Due Process in Prison: Protecting Inmates’ Property After Sandin v. Conner
By: Kaitlin Cassel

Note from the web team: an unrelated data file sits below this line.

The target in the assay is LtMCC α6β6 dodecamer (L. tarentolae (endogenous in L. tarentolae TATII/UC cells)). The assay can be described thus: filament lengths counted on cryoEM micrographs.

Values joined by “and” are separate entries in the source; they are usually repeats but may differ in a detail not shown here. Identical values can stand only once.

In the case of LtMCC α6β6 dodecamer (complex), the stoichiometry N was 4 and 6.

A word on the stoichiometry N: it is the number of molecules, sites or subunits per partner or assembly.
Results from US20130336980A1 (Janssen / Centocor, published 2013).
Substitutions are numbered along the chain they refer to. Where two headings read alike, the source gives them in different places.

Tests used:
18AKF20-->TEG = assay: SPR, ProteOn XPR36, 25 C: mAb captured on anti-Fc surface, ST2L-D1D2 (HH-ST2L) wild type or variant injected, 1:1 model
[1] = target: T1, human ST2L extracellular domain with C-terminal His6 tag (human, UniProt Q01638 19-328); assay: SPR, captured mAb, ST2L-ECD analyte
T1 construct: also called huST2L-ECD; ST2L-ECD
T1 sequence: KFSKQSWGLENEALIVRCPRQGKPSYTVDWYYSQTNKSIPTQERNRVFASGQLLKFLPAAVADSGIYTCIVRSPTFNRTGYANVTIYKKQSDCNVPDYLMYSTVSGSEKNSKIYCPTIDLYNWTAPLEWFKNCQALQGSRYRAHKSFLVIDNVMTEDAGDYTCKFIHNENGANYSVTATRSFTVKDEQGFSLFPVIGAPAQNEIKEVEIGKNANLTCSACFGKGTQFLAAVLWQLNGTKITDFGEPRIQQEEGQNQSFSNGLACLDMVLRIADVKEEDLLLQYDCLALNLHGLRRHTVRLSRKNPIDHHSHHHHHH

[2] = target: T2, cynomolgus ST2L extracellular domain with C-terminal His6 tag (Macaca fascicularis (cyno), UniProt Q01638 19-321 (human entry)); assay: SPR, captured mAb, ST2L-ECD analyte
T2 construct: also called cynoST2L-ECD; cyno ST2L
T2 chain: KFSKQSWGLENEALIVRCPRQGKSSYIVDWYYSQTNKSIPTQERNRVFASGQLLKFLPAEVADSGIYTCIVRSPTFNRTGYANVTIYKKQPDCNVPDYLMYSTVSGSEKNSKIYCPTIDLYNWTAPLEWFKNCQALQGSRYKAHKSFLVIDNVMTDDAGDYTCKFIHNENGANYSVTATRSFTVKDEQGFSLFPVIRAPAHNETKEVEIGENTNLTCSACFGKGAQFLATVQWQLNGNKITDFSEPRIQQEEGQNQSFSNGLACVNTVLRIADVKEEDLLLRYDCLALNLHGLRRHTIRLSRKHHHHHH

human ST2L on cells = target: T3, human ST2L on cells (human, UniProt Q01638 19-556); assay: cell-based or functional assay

In 1995, the Supreme Court, in Sandin v. Conner, altered the standard by which federal courts determine when due process attaches to prisoners’ liberty interests. This new standard recognizes prisoners’ liberty interests only upon a showing of an “atypical and significant” deprivation, thereby significantly curtailing the ability of prisoners to claim due process violations of liberty interests. Since then, federal courts have disagreed on whether the new standard should extend to prisoners’ property interests. This Note examines the circuit split on the application of Sandin v. Conner to prisoners’ property interests and argues that, while the Sandin standard may be appropriate as applied to liberty, it should not extend to property. Part I explains the development of due process protections both within and without the prison context before turning to the Supreme Court decision, Sandin v. Conner. Part II examines the split among the circuits concerning Sandin’s application to inmates’ property interests under the Due Process Clause. Finally, Part III argues that in light of the differences in the development of due process protections for liberty and those for property, as well as the Sandin Court’s analysis, Sandin should be limited to liberty interests, as the standard does not logically apply to property.
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